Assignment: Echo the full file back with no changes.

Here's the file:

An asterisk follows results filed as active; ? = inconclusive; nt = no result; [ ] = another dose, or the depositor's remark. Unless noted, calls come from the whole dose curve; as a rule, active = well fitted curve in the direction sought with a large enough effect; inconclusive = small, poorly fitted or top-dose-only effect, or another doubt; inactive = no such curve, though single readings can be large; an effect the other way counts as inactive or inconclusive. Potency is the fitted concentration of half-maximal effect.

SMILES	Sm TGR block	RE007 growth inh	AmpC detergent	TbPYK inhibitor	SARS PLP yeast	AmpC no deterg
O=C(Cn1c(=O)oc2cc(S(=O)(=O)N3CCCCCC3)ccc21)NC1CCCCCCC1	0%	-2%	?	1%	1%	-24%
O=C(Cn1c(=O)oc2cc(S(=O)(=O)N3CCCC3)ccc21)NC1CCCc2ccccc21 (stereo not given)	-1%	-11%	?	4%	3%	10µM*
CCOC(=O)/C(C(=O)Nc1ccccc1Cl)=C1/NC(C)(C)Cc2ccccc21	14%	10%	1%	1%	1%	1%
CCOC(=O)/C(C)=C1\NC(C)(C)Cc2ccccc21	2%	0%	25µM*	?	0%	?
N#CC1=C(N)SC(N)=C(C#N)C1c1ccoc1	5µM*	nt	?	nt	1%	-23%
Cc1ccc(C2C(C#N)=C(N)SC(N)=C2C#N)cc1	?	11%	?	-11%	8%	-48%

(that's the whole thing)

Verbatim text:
An asterisk follows results filed as active; ? = inconclusive; nt = no result; [ ] = another dose, or the depositor's remark. Unless noted, calls come from the whole dose curve; as a rule, active = well fitted curve in the direction sought with a large enough effect; inconclusive = small, poorly fitted or top-dose-only effect, or another doubt; inactive = no such curve, though single readings can be large; an effect the other way counts as inactive or inconclusive. Potency is the fitted concentration of half-maximal effect.

SMILES	Sm TGR block	RE007 growth inh	AmpC detergent	TbPYK inhibitor	SARS PLP yeast	AmpC no deterg
O=C(Cn1c(=O)oc2cc(S(=O)(=O)N3CCCCCC3)ccc21)NC1CCCCCCC1	0%	-2%	?	1%	1%	-24%
O=C(Cn1c(=O)oc2cc(S(=O)(=O)N3CCCC3)ccc21)NC1CCCc2ccccc21 (stereo not given)	-1%	-11%	?	4%	3%	10µM*
CCOC(=O)/C(C(=O)Nc1ccccc1Cl)=C1/NC(C)(C)Cc2ccccc21	14%	10%	1%	1%	1%	1%
CCOC(=O)/C(C)=C1\NC(C)(C)Cc2ccccc21	2%	0%	25µM*	?	0%	?
N#CC1=C(N)SC(N)=C(C#N)C1c1ccoc1	5µM*	nt	?	nt	1%	-23%
Cc1ccc(C2C(C#N)=C(N)SC(N)=C2C#N)cc1	?	11%	?	-11%	8%	-48%